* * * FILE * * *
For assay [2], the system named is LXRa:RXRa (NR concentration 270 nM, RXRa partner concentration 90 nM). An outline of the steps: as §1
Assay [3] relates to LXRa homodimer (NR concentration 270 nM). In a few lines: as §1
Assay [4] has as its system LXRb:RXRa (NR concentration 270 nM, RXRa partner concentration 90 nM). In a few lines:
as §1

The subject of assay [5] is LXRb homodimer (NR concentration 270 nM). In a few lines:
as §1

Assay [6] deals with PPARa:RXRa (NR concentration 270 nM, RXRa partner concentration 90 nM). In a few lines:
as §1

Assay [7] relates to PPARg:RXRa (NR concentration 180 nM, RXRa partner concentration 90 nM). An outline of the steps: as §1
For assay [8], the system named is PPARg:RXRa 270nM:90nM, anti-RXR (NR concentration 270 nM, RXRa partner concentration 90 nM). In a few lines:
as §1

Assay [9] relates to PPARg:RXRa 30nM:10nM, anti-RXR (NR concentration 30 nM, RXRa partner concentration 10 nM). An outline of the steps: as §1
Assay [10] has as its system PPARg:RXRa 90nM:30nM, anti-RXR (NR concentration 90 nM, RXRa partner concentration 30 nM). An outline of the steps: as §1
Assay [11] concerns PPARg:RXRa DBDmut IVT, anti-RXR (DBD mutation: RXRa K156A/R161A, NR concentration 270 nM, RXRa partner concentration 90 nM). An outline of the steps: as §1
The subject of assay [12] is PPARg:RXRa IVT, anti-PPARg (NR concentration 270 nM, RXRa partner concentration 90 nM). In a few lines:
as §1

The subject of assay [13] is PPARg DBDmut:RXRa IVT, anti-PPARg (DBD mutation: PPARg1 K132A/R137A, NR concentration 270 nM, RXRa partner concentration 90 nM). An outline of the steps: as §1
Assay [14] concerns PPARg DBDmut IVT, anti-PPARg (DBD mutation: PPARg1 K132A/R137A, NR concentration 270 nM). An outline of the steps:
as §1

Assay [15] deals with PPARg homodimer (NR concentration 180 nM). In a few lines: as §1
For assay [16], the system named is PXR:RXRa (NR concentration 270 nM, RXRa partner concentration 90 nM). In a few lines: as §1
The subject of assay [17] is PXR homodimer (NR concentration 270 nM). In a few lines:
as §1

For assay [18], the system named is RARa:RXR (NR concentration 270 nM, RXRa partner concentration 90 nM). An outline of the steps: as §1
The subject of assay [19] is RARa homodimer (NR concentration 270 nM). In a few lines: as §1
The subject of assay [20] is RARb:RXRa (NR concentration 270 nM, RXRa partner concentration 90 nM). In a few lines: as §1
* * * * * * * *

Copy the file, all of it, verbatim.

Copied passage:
For assay [2], the system named is LXRa:RXRa (NR concentration 270 nM, RXRa partner concentration 90 nM). An outline of the steps: as §1
Assay [3] relates to LXRa homodimer (NR concentration 270 nM). In a few lines: as §1
Assay [4] has as its system LXRb:RXRa (NR concentration 270 nM, RXRa partner concentration 90 nM). In a few lines:
as §1

The subject of assay [5] is LXRb homodimer (NR concentration 270 nM). In a few lines:
as §1

Assay [6] deals with PPARa:RXRa (NR concentration 270 nM, RXRa partner concentration 90 nM). In a few lines:
as §1

Assay [7] relates to PPARg:RXRa (NR concentration 180 nM, RXRa partner concentration 90 nM). An outline of the steps: as §1
For assay [8], the system named is PPARg:RXRa 270nM:90nM, anti-RXR (NR concentration 270 nM, RXRa partner concentration 90 nM). In a few lines:
as §1

Assay [9] relates to PPARg:RXRa 30nM:10nM, anti-RXR (NR concentration 30 nM, RXRa partner concentration 10 nM). An outline of the steps: as §1
Assay [10] has as its system PPARg:RXRa 90nM:30nM, anti-RXR (NR concentration 90 nM, RXRa partner concentration 30 nM). An outline of the steps: as §1
Assay [11] concerns PPARg:RXRa DBDmut IVT, anti-RXR (DBD mutation: RXRa K156A/R161A, NR concentration 270 nM, RXRa partner concentration 90 nM). An outline of the steps: as §1
The subject of assay [12] is PPARg:RXRa IVT, anti-PPARg (NR concentration 270 nM, RXRa partner concentration 90 nM). In a few lines:
as §1

The subject of assay [13] is PPARg DBDmut:RXRa IVT, anti-PPARg (DBD mutation: PPARg1 K132A/R137A, NR concentration 270 nM, RXRa partner concentration 90 nM). An outline of the steps: as §1
Assay [14] concerns PPARg DBDmut IVT, anti-PPARg (DBD mutation: PPARg1 K132A/R137A, NR concentration 270 nM). An outline of the steps:
as §1

Assay [15] deals with PPARg homodimer (NR concentration 180 nM). In a few lines: as §1
For assay [16], the system named is PXR:RXRa (NR concentration 270 nM, RXRa partner concentration 90 nM). In a few lines: as §1
The subject of assay [17] is PXR homodimer (NR concentration 270 nM). In a few lines:
as §1

For assay [18], the system named is RARa:RXR (NR concentration 270 nM, RXRa partner concentration 90 nM). An outline of the steps: as §1
The subject of assay [19] is RARa homodimer (NR concentration 270 nM). In a few lines: as §1
The subject of assay [20] is RARb:RXRa (NR concentration 270 nM, RXRa partner concentration 90 nM). In a few lines: as §1